24 hours in Stockholm
Written by Lola Akinmade Åkerström Illustration by Patrick Hruby
Olympic host 1912 & 1956
It took author Stieg Larsson’s widely popular Millennium crime trilogy to break Sweden’s stereotypical image of blondes driving Volvos and shopping at IKEA; revealing a richly diverse and complex side of the country’s photogenic capital city, Stockholm.
With more than 28,000 islands within its greater archipelago, Stockholm sits on 14 islands – from ritzy Östermalm and wooded eco-paradise Djurgården to old-school Gamla stan and bohemian chic Södermalm – each a testament to its diversity.
Stockholm’s nautical flair means locals are water babies, and often found outdoors sprawled across green parks soaking up any sunlight while digging into seafood sandwiches. Renowned for its sustainable eco-friendly culture, time in Stockholm means dropping cans and food wrappers in separate recycling rubbish bins, making way for bicycles, reusing shopping bags, and limiting your carbon footprint by walking everywhere. Minimalist Scandinavian design and trendy fashion with simple clean lines reign supreme here, fostered by the unspoken Swedish cultural norm – lagom – which means ‘everything in moderation’.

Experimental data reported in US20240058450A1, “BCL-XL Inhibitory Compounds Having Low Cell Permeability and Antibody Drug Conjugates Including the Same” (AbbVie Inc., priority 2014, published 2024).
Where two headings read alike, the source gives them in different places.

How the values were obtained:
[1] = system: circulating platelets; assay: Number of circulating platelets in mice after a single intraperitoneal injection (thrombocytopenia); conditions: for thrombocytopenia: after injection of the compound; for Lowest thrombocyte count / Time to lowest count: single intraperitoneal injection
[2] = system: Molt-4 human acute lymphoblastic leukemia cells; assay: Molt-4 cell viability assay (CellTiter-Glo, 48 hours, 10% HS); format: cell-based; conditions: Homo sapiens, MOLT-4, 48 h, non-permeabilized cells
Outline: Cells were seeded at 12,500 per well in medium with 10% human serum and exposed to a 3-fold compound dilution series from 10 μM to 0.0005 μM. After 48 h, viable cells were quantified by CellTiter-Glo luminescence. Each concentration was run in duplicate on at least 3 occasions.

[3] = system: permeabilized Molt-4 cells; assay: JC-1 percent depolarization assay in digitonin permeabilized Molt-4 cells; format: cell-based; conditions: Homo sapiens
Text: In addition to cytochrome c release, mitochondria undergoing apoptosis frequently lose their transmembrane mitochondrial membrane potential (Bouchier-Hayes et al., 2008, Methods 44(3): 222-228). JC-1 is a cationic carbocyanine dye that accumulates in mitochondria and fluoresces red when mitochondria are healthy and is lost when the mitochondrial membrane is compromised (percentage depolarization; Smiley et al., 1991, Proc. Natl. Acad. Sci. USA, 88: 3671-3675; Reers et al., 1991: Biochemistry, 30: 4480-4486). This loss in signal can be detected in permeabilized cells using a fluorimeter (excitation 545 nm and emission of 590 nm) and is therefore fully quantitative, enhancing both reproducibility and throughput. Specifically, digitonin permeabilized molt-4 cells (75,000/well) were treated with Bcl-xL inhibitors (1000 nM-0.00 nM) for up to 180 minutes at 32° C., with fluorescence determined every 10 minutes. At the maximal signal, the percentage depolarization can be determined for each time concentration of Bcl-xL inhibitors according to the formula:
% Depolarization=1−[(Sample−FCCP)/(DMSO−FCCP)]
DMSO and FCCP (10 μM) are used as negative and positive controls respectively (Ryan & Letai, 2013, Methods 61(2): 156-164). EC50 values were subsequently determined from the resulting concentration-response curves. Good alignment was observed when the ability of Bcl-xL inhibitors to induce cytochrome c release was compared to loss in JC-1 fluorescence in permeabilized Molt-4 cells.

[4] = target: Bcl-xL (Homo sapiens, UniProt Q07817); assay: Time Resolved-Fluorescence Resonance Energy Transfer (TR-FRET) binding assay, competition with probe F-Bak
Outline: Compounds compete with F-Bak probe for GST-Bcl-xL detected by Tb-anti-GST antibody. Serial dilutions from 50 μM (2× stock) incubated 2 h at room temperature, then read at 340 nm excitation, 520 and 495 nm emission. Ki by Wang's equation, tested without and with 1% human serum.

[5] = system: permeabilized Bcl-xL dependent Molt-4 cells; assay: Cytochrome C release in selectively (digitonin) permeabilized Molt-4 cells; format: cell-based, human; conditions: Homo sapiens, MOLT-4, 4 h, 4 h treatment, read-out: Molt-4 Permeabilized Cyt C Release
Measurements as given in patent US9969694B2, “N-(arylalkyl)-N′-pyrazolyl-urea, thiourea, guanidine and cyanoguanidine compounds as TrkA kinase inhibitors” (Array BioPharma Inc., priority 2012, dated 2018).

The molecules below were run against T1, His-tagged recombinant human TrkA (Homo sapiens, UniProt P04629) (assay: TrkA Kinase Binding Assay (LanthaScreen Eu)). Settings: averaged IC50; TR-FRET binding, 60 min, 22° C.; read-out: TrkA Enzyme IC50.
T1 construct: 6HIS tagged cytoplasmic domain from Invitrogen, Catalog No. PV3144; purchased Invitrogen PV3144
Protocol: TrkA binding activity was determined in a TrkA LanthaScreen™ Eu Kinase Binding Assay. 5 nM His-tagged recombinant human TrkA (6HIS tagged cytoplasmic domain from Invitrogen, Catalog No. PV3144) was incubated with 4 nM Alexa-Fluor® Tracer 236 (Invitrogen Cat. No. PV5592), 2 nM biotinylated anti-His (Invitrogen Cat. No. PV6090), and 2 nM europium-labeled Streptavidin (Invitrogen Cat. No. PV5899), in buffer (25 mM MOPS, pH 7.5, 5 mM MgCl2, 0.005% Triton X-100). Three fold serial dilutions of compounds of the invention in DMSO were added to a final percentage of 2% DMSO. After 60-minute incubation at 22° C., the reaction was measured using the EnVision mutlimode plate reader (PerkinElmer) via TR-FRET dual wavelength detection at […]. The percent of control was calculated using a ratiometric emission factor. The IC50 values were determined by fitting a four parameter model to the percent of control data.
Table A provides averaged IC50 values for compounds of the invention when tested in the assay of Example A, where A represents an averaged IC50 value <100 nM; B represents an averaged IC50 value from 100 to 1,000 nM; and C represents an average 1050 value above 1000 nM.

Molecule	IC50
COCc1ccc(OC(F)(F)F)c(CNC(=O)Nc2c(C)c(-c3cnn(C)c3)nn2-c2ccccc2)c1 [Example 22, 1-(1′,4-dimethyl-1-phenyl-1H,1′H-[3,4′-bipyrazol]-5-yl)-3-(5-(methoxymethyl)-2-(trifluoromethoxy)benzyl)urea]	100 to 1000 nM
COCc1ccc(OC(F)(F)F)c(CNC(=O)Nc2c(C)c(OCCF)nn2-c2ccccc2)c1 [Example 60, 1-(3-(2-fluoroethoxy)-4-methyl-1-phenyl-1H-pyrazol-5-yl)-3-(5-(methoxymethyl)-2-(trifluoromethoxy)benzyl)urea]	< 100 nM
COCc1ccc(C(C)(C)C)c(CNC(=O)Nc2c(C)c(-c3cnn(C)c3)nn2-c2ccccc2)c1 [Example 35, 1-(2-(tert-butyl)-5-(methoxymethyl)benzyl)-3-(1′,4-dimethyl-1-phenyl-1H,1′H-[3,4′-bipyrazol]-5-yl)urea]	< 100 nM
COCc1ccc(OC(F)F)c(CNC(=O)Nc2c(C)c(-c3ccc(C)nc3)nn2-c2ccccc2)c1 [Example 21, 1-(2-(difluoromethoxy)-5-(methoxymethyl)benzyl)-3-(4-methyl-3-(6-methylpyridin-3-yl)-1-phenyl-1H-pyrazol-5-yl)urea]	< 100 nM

The 1912 Summer Olympics (Games of the V Olympiad) welcomed Japan as Asia’s first participant. Passing out in the heat, Japan’s Shizo Kanakuri could not finish the marathon. Some 50 years later he discovered that he was officially ‘missing’, and returned to post a time of 54 years, 8 months, 6 days, 8:32:20.3.
Prime for people-watching, Stockholm’s tunnelbana (T-bana) network conveniently links its islands. Subway tickets are also valid on other public transportation.
Ferries regularly depart from Nybroviken and Slussen towards Djurgården and other islands within Stockholm’s archipelago, and are a fantastic way of enjoying Stockholm.
Ditch the car and stick to your feet. Stockholm’s labyrinth of alleys and pedestrian-friendly streets make it perfect for strolling from island to island.
Blend in with locals and rent a bicycle for roughly €28 (US$36) a day to explore some of the city’s 760+ kilometres of winding bike paths.